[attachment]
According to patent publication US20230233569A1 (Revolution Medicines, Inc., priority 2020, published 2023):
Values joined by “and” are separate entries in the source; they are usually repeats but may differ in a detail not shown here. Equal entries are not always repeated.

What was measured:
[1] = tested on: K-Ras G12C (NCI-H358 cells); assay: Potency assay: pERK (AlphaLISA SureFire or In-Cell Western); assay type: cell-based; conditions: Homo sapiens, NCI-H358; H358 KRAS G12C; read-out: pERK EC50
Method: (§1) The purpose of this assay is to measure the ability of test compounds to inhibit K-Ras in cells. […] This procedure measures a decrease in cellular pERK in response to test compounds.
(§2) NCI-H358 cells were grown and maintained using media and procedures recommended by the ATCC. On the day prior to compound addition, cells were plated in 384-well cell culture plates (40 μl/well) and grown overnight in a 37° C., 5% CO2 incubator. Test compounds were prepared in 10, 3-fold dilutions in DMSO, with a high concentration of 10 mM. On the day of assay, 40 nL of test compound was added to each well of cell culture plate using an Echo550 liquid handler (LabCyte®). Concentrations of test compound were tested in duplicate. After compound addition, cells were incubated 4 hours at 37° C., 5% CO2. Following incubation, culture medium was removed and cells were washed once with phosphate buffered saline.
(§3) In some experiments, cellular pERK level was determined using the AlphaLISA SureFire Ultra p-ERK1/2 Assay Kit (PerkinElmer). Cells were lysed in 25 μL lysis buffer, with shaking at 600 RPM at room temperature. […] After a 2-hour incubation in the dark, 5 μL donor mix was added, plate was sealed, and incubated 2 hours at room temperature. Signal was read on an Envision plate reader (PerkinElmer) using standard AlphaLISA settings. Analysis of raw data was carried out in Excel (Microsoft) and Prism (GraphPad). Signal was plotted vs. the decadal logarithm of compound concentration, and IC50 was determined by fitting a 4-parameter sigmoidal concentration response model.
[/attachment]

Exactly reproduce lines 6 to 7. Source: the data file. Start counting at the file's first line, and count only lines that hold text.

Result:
(§2) NCI-H358 cells were grown and maintained using media and procedures recommended by the ATCC. On the day prior to compound addition, cells were plated in 384-well cell culture plates (40 μl/well) and grown overnight in a 37° C., 5% CO2 incubator. Test compounds were prepared in 10, 3-fold dilutions in DMSO, with a high concentration of 10 mM. On the day of assay, 40 nL of test compound was added to each well of cell culture plate using an Echo550 liquid handler (LabCyte®). Concentrations of test compound were tested in duplicate. After compound addition, cells were incubated 4 hours at 37° C., 5% CO2. Following incubation, culture medium was removed and cells were washed once with phosphate buffered saline.
(§3) In some experiments, cellular pERK level was determined using the AlphaLISA SureFire Ultra p-ERK1/2 Assay Kit (PerkinElmer). Cells were lysed in 25 μL lysis buffer, with shaking at 600 RPM at room temperature. […] After a 2-hour incubation in the dark, 5 μL donor mix was added, plate was sealed, and incubated 2 hours at room temperature. Signal was read on an Envision plate reader (PerkinElmer) using standard AlphaLISA settings. Analysis of raw data was carried out in Excel (Microsoft) and Prism (GraphPad). Signal was plotted vs. the decadal logarithm of compound concentration, and IC50 was determined by fitting a 4-parameter sigmoidal concentration response model.